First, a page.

The good news is that the arrhythmia is not life-threatening. But be aware, it usually needs to be treated to prevent damage to your heart.
What is atrial fibrillation?
In atrial fibrillation, your heart rate is almost twice as high as normal, often exceeding 150 beats per minute. “With a normal heart rhythm, electrical impulses are generated in one place in the atria, the sinus node. In atrial fibrillation, these arise in more places,” explains the Heart Foundation.
“The AV node is located between your atria and ventricles. Usually it lets through any stimulus. But this does not work if there are many stimuli, such as with atrial fibrillation. Then only a part is let through to the rooms. There are still more than usual.” The chambers contract quickly and irregularly, causing your heart rate to be much higher.
What do you feel?
Some compare atrial fibrillation with a heart rhythm that is out of whack, others describe it as unpleasant. If you go from a normal heart rhythm to atrial fibrillation, you will notice the following symptoms:
- Irregular heartbeat
- heart pounding
- shortness of breath
- Tightness in the chest
What are the causes?
In some people, atrial fibrillation has an obvious cause, but in most cases there are several factors at play. This arrhythmia usually occurs in the elderly. For example, more than 18% of the elderly suffer from it. You are also more likely to get this if you suffer from (severe) overweight and apnea.
Known causes of atrial fibrillation include:
- Heart problems, such as myocardial infarction, heart failure, heart muscle disease, valvular heart disease, or congenital heart disease
- High bloodpressure
- Thyroid acting too fast
- High alcohol intake
Is atrial fibrillation serious and what are the consequences?
Atrial fibrillation itself is not dangerous, but because it is hard on the heart, other problems can arise. These are the two most common problems:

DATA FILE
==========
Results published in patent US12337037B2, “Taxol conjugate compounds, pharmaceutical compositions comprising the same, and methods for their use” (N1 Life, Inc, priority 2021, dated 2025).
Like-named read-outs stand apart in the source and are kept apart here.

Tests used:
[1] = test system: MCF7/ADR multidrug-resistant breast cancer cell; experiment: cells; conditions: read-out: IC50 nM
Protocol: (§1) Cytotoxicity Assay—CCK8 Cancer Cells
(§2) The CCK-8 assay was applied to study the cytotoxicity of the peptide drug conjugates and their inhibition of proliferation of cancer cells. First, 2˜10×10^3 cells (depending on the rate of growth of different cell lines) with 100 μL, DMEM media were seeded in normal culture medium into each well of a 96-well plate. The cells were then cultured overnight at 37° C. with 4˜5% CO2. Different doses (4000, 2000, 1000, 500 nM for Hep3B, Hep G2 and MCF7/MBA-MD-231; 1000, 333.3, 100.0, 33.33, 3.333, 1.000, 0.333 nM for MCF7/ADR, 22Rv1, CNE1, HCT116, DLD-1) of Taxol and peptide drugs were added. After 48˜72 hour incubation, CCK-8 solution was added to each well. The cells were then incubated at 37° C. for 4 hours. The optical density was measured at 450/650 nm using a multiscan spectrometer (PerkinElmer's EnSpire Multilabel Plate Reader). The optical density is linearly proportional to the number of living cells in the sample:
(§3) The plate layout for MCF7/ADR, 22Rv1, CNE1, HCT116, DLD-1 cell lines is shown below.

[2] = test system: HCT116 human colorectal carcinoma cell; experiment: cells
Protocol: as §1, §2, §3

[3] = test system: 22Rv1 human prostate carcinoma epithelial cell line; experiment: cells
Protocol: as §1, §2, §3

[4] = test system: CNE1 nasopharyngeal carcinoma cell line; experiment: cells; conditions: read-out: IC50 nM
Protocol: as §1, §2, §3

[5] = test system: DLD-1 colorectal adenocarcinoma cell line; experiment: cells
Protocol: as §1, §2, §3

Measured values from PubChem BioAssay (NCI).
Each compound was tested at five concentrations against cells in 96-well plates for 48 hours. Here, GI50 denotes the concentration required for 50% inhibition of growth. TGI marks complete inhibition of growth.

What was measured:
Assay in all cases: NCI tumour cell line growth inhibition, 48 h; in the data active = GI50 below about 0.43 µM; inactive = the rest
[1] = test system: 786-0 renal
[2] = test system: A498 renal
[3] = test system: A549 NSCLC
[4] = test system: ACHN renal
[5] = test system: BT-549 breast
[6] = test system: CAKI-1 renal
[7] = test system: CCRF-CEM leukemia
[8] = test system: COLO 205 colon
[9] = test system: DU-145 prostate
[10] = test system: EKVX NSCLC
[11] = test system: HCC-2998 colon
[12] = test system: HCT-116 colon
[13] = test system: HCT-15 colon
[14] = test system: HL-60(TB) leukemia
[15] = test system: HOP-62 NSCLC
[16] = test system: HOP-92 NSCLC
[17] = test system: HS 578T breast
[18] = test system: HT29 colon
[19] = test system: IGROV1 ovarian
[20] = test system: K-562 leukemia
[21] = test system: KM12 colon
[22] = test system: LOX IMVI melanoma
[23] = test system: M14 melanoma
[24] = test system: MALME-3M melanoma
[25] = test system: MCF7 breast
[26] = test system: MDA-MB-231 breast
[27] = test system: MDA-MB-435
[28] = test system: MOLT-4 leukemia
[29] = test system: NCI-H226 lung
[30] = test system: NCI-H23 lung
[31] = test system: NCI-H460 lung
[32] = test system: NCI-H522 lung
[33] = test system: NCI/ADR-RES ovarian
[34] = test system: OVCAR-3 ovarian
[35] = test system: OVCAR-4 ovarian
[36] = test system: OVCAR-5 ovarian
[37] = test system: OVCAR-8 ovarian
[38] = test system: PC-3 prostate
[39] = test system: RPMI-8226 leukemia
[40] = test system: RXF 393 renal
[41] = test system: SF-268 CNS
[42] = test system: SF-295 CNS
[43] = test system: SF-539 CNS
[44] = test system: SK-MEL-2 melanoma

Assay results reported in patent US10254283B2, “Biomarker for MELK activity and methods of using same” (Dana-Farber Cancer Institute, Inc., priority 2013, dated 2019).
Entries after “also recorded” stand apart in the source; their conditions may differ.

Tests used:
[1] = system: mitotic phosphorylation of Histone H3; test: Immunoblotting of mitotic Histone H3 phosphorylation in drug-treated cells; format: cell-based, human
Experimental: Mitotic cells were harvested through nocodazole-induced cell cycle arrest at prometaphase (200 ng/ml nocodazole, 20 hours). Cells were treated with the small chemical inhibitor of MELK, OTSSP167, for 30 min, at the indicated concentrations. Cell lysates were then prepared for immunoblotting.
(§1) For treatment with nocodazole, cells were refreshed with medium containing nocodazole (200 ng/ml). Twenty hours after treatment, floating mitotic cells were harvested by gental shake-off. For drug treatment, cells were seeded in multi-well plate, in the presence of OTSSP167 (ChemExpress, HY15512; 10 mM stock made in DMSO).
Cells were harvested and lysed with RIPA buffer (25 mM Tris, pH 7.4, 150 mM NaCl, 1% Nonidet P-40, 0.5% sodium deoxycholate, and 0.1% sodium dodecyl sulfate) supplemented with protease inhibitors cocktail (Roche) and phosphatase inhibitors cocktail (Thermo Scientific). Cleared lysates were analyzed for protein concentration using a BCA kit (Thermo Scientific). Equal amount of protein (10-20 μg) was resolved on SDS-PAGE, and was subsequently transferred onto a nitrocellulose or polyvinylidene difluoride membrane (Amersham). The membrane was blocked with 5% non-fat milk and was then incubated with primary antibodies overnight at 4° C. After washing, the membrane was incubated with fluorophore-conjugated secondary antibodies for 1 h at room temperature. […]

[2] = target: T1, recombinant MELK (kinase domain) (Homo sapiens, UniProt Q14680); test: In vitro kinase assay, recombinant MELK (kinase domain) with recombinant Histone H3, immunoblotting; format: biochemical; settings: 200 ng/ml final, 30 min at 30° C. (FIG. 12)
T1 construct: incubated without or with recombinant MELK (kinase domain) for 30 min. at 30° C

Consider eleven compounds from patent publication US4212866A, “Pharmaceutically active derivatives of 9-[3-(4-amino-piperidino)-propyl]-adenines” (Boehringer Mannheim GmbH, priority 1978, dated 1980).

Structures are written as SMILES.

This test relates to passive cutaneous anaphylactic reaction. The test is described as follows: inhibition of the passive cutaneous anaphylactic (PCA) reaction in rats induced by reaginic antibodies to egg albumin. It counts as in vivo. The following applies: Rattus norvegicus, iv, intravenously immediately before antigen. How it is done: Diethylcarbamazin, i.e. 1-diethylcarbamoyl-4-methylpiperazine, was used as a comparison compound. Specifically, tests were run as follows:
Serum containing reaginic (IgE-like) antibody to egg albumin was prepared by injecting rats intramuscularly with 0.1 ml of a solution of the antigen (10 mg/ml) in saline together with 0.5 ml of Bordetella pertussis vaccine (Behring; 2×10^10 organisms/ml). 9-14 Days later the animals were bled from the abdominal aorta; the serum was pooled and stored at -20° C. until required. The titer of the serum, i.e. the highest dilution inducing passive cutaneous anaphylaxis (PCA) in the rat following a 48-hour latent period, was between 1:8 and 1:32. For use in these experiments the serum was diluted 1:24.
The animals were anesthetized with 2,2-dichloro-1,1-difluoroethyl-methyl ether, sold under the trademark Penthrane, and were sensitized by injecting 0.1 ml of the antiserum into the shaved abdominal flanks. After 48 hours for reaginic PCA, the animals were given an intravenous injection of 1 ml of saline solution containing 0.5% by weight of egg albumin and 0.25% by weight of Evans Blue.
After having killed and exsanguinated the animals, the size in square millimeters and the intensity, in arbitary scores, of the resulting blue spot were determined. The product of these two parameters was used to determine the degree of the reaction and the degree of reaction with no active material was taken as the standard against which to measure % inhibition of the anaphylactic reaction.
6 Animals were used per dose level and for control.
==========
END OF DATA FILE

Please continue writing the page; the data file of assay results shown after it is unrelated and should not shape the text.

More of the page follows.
- Creation of a blood clot that can block a blood vessel somewhere in the body, increasing the risk of a cerebral infarction
- Reduction of the pumping function of the heart resulting in (worsening) heart failure
Can you prevent or cure it?
You cannot cure atrial fibrillation on its own. Usually taking medication is enough to control the arrhythmia. If you suffer from atrial fibrillation due to ‘trigger factors’ such as coffee and alcohol, you can reduce the risk of another attack by stopping drinking these drinks.
These are known factors that trigger an attack:
- Drugs (cocaine and amphetamines)
- Intense effort
Although atrial fibrillation is more common in some families, there is no evidence that it is hereditary.
What should you do in case of atrial fibrillation?
Are you younger than 65 and do you suffer from atrial fibrillation for the first time? Then visit the hospital within two days where a cardiologist will investigate the cause. Prompt treatment sometimes prevents atrial fibrillation from returning or not returning as quickly. It doesn’t go away for all people. They usually have to use blood thinners.
Are you over 65 and do you suffer from atrial fibrillation for the first time? Then visit your doctor within two days to check your heart rate. If the atrial fibrillation has disappeared, you do not need any further treatment. If it’s still there or keeps coming back, you’re probably on medication.
In any case, if you have palpitations for the first time that don’t go away after a few minutes of calm, contact your doctor. You should also contact us if you suddenly have a fast or irregular heartbeat or palpitations that are getting worse.
Do you also suffer from chest pain, shortness of breath, shortness of breath, sweating, looking pale and feeling nauseous and/or dizzy? Then contact your doctor immediately.
What may help against atrial fibrillation in people with diabetes is maintaining the magnesium level in your blood. An analysis by physiologist Jeroen de Baaij and PhD student Lynette Oost of Radboudumc shows that there is a strong link between the magnesium level in the blood and the risk of heart complaints, such as heart failure and atrial fibrillation.
“A connection was also visible in the small vessels: more magnesium in the blood meant a lower risk of a diabetic foot and diabetic retinopathy,” says Lynette Oost. “People with higher blood magnesium levels were found to have a significantly lower risk of heart disease and both large and small vessels.”
Important note: Further research is needed to map the long-term effects of magnesium supplements in these patients. But it can’t hurt if type 2 diabetes patients take magnesium supplements.
To prevent atrial fibrillation as much as possible, you can do the following things:
- Take your medicines at a fixed time
- Keep moving
- Eat healthy
- Learn about the condition, treatment and consequences
- Discuss your wishes and concerns with the doctor
Source: Heart Foundation, Atrial Fibrillation, Home Doctor, Radboudumc